Samuel Huntington wrote in The Crisis of Democracy, in 1974, that the United States in the two decades after WWII had been the “hegemonic power in a system of world order” — a state of affairs possible only because of a domestic power structure in which the country “was governed by the president acting with the support and cooperation of key individuals and groups in the Executive office, the federal bureaucracy, Congress, and the more important businesses, banks, law firms, foundations, and media, which constitute the private establishment.” And this, in turn, was possible only because of the acquiescence, the passivity, of the American people, and their acceptance of it as a natural, inevitable, and perfectly legitimate state of affairs.

The Sixties, as you might expect, scared the crap out of these people. Until then the “New Deal social contract” had worked fairly well (at least for middle class whites): We’ll give you a suburban home, a TV, a new car every five years, and a secure union job with benefits and periodic pay raises. In return, you’ll show up for work in between contract renewal times and let us manage the factories as we see fit without bothering your pretty little heads about it. And you’ll let us manage the world in the interests of GE, GM and United Fruit Company, and look the other way when we install genocidal fascist regimes or fund death squads in Indonesia, Nigeria and Latin America.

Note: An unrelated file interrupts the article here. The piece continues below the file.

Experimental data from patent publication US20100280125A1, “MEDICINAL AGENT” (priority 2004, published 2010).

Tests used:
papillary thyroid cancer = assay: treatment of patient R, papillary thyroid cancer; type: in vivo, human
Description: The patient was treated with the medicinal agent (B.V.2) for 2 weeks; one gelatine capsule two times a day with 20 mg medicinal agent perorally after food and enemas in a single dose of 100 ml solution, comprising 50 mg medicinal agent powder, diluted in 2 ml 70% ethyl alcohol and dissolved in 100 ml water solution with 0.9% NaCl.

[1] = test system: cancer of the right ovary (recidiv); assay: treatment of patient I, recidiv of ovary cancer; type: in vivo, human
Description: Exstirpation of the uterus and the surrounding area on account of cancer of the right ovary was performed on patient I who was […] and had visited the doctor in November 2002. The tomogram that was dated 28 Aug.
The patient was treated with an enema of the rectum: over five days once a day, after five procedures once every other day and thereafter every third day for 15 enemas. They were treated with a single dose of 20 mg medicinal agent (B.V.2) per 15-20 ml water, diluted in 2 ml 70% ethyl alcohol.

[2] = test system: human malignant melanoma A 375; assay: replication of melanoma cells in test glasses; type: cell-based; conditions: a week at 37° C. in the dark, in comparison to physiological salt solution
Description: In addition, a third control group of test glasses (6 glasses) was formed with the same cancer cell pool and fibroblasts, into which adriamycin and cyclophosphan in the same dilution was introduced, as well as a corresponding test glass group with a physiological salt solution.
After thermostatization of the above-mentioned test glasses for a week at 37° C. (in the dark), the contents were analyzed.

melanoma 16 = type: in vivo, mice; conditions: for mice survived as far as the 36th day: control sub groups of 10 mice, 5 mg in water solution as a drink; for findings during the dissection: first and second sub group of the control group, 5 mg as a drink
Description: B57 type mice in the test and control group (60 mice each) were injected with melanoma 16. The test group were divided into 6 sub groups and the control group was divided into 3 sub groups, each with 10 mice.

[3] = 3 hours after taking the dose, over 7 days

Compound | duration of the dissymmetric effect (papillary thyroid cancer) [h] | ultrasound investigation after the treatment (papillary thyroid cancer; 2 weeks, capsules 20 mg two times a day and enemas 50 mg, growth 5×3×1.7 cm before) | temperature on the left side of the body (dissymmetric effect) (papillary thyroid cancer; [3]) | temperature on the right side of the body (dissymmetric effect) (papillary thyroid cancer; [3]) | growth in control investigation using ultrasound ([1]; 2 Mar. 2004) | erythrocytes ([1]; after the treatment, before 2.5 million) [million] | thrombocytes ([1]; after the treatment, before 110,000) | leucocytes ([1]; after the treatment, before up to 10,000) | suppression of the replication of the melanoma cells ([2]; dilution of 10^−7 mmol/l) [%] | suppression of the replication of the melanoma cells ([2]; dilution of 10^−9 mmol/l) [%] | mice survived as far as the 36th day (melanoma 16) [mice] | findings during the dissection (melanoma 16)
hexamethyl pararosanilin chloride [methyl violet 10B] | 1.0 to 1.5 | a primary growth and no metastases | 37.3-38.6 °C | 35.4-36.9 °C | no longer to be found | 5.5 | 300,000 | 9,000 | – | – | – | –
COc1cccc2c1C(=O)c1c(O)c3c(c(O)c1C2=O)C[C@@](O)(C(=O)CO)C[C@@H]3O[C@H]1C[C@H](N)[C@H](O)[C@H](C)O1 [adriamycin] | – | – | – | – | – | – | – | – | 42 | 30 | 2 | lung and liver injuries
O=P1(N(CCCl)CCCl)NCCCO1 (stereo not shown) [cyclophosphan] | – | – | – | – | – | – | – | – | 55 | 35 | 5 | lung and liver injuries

The 1960s was the first time since WWII when it seemed to dawn on a significant portion of the public that “another world is possible.”

Since then, management of public opinion to engineer consent has been doubly important to them. That’s why the “national security” community engages in psychological operations to manage public perceptions, the same way they’d manage the perceptions of a wartime enemy — in both cases,  the goalbeing to manipulate the desired reaction out of us.